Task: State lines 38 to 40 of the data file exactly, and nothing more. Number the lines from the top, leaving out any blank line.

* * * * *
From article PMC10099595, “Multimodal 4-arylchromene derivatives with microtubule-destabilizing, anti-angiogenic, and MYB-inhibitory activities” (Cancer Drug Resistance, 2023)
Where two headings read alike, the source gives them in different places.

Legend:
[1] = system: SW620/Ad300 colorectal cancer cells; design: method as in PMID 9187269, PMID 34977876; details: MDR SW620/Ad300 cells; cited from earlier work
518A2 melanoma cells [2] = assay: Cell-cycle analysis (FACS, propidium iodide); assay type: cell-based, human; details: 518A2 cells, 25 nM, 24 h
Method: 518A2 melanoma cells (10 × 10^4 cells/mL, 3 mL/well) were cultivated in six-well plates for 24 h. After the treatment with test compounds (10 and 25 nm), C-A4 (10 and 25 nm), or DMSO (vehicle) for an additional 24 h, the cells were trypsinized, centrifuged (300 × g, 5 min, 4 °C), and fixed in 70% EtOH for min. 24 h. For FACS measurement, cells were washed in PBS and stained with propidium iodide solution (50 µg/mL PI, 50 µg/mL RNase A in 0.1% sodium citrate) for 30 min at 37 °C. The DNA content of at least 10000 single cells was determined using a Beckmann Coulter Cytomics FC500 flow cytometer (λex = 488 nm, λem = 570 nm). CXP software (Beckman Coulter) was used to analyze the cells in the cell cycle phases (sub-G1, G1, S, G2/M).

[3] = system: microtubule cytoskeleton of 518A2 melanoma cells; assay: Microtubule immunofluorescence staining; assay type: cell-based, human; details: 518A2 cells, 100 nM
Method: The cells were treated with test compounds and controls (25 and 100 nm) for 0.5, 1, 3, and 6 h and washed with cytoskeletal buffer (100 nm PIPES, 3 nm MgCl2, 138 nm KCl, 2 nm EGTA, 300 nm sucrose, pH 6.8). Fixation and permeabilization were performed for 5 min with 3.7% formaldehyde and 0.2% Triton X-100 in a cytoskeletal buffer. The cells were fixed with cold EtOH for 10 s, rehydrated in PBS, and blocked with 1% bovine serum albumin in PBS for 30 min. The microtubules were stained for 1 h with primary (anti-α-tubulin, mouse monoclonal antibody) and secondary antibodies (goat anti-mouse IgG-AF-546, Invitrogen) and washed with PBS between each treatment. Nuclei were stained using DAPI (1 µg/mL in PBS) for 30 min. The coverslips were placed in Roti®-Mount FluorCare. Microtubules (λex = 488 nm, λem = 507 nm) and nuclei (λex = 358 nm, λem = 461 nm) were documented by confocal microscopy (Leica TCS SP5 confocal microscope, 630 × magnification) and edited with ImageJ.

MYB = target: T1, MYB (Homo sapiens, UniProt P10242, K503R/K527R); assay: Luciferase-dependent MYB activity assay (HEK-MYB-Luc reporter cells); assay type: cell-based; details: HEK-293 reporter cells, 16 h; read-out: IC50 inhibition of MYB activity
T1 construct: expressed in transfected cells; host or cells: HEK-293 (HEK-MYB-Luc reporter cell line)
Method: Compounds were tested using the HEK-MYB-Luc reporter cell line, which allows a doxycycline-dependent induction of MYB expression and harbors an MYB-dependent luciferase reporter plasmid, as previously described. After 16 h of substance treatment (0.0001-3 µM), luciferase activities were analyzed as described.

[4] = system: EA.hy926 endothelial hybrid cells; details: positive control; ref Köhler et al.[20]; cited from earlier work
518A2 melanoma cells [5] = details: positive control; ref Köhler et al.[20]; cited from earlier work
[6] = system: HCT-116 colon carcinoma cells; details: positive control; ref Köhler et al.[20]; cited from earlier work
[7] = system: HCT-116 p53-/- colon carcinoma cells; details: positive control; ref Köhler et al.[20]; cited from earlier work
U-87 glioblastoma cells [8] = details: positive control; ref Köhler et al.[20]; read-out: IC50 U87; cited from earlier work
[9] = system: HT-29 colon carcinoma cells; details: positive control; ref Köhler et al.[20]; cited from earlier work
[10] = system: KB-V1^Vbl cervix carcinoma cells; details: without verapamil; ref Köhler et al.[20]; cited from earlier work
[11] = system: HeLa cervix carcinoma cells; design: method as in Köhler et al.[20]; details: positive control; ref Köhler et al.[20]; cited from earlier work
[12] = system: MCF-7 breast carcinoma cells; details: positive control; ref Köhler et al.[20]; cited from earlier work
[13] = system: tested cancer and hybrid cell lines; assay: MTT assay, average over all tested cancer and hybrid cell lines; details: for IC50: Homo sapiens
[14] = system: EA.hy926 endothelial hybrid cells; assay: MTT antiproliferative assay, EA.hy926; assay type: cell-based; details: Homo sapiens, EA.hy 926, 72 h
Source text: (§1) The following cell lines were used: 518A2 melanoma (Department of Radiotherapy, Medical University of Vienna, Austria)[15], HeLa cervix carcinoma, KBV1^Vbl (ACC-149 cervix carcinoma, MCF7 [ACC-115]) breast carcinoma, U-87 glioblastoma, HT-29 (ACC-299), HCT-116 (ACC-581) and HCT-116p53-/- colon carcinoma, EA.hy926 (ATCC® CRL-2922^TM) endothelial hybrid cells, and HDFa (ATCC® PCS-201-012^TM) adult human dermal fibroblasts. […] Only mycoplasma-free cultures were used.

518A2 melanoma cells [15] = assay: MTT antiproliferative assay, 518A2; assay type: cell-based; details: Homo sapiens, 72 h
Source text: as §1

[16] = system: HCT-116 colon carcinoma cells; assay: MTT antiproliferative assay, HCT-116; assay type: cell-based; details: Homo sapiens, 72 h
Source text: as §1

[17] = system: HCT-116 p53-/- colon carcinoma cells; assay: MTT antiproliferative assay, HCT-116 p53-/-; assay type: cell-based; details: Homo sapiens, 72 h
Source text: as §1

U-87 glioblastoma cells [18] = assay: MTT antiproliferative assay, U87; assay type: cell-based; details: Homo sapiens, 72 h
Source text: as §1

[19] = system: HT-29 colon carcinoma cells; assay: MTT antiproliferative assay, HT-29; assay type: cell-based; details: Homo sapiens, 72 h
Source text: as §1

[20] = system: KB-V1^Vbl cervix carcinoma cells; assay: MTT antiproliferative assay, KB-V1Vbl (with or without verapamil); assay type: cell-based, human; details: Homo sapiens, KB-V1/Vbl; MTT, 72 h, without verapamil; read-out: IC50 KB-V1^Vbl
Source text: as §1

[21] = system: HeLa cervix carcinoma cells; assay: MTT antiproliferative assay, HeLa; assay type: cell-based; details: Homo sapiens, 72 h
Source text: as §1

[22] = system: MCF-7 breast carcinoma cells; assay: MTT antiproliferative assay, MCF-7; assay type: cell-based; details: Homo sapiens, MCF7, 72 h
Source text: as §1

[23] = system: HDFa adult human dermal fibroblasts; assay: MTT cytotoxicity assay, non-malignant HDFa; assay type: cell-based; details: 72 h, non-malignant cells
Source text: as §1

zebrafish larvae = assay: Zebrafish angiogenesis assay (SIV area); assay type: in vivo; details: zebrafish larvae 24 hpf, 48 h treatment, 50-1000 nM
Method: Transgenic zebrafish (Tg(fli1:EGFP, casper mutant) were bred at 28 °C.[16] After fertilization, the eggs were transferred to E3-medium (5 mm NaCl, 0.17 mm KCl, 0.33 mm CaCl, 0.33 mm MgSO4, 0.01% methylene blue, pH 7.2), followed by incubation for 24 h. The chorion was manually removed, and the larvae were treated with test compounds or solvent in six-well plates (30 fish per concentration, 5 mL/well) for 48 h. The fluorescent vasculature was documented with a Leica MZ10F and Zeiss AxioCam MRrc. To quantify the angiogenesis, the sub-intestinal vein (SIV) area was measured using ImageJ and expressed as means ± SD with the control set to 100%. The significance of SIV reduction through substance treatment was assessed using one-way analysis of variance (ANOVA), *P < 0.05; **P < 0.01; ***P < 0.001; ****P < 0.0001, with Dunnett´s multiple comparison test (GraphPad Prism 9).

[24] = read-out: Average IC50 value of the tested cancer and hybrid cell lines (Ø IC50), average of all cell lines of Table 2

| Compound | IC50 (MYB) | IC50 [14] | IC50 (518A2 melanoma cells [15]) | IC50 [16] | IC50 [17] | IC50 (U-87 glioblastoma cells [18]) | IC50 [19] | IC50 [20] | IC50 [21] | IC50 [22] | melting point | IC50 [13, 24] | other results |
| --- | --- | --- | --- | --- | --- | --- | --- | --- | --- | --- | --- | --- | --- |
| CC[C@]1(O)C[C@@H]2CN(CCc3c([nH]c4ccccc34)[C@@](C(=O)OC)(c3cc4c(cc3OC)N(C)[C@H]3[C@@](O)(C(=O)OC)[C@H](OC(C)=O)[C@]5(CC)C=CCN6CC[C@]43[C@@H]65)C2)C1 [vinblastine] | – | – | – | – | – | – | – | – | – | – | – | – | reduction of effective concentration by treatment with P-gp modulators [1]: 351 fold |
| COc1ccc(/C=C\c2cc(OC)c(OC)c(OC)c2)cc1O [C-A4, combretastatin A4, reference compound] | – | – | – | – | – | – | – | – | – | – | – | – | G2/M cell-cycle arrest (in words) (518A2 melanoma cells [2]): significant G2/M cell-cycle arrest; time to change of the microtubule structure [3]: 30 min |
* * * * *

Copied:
[22] = system: MCF-7 breast carcinoma cells; assay: MTT antiproliferative assay, MCF-7; assay type: cell-based; details: Homo sapiens, MCF7, 72 h
Source text: as §1

[23] = system: HDFa adult human dermal fibroblasts; assay: MTT cytotoxicity assay, non-malignant HDFa; assay type: cell-based; details: 72 h, non-malignant cells